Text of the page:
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General Washington was watching the main army of the enemy, near New York, and preparing to defend the country from their incursions. He could act judiciously, only on the defensive. The British were in possession of New York and a great part of New Jersey, with an army of veteran troops, more numerous than the American; and their fleet gave them great advantages in all their operations on the seaboard. General Washington had not a force sufficient to justify an attack on the enemy. And one attempt, if unsuccessful, would probably have ruined the cause of America for ever. It was his policy, and the dictate of wisdom and patriotism, to move with caution, and to prepare himself to meet the British army with effect, when it could be done with hope of success, or when the defence of the country fully demanded it.

The last of August, the British commander sailed from New York and landed twenty-five thousand men in Maryland, at Elk River, and not far from the borders of the state of Delaware. Washington, who was in the vicinity of Philadelphia, marched immediately to Wilmington, within a few miles of the enemy; and the militia, in the lower parts of Pennsylvania were called in to join him. The British approached within two miles of Wilmington, and then filed off for a fort on the heights of the Brandywine. General Washington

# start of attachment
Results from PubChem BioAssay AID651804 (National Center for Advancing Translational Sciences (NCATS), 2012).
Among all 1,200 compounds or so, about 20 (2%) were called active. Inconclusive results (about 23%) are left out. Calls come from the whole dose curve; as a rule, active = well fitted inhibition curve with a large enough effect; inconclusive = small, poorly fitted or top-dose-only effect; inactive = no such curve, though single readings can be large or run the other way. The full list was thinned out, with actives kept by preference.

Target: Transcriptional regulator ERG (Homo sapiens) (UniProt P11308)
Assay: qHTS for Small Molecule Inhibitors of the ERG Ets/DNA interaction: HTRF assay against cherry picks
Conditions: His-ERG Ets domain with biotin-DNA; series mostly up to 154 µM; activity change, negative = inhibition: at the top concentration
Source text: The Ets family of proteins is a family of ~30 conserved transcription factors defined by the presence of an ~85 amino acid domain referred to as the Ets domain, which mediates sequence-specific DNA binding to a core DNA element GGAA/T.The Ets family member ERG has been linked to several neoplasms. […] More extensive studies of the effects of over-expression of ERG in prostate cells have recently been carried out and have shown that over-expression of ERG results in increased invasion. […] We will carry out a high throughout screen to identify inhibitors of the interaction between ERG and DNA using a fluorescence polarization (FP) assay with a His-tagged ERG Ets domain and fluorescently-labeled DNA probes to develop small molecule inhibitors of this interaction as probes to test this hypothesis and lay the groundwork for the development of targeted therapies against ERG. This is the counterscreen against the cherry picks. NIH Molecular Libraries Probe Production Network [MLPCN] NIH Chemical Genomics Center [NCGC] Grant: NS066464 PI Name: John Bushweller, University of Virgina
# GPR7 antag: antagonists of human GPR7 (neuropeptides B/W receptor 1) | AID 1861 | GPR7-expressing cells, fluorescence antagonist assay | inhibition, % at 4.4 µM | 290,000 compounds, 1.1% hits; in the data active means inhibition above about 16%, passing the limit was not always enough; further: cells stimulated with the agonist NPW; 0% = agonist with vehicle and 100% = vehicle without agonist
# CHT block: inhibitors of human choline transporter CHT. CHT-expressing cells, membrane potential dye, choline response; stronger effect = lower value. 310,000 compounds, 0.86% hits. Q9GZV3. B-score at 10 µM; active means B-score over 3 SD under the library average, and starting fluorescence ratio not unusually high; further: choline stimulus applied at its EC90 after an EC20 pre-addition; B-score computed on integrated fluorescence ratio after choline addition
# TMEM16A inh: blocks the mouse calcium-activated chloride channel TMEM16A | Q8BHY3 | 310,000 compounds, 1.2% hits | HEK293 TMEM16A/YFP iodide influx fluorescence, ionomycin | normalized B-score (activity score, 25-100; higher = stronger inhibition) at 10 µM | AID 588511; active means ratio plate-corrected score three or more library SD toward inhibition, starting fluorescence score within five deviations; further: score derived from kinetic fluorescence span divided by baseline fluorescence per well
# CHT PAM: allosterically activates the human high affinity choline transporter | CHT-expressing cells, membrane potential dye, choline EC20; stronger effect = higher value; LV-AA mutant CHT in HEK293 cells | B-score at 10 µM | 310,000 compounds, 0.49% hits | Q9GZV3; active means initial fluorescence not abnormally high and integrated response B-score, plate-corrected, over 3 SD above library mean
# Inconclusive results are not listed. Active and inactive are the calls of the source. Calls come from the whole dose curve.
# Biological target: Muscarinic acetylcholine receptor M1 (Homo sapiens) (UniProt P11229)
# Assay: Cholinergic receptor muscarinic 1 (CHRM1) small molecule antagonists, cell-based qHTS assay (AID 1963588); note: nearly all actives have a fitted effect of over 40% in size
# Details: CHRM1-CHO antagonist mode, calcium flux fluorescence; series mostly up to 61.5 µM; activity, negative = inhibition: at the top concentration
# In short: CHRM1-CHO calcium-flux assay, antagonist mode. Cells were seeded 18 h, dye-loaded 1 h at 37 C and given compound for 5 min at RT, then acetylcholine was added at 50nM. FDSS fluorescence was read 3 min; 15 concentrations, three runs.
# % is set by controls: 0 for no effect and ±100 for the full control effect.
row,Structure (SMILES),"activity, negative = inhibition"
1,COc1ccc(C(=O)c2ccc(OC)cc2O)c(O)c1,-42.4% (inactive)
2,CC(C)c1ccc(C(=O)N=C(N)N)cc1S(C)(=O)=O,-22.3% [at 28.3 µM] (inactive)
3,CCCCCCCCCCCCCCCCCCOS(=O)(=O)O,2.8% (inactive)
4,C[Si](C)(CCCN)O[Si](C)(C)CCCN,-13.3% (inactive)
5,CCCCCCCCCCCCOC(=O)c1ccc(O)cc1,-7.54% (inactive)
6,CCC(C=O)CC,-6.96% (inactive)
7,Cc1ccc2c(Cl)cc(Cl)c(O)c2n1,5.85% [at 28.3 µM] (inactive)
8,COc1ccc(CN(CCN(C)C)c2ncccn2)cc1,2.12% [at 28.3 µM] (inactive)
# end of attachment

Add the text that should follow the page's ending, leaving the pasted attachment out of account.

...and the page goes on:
perceived their design, and sent a detachment to take possession before the enemy should reach it. This movement brought on a severe action, the following morning; which continued with some short relaxations, through the day, and in which the greater portion of both armies were engaged. The British had the advantage in numbers; but by the skilful arrangements of Washington, and the bravery of his officers, the Americans maintained their position, and retired at evening in good order without being pursued by the enemy. Nearly one thousand were killed and wounded in the American army; the loss of the British was reported to be much greater. The Marquis Lafayette, who had joined the American army a short time before, and was a volunteer in the battle, was se verely wounded. But he was soon after appointed a major general, though only twenty years of age. He had then been in America only a few months. A second battle was fought on the 5th of October, at Germantown, near Philadelphia, between the troops under General Washington and the British commanded by General Howe. The attack was made by the Americans, with effect; but a thick fog came on, which disconcerted the plan previously formed by Washington. The enemy could not be discerned; and different

divisions of the Americans mistook each other for British troops. A number of men were killed; but neither army could claim a victory. A small portion only of the troops under General Washington at this time, were from Massachusetts. The enemy took possession of Philadelphia for the winter; and the quarters of the American army were fixed in the vicinity, at a place called Valley-Forge. The greater part of the troops who were at the capture of Bourgoyne joined the main army at that place in November, and remained there through the winter. Their sufferings were very great from want of suitable provisions and clothing, particularly

the latter.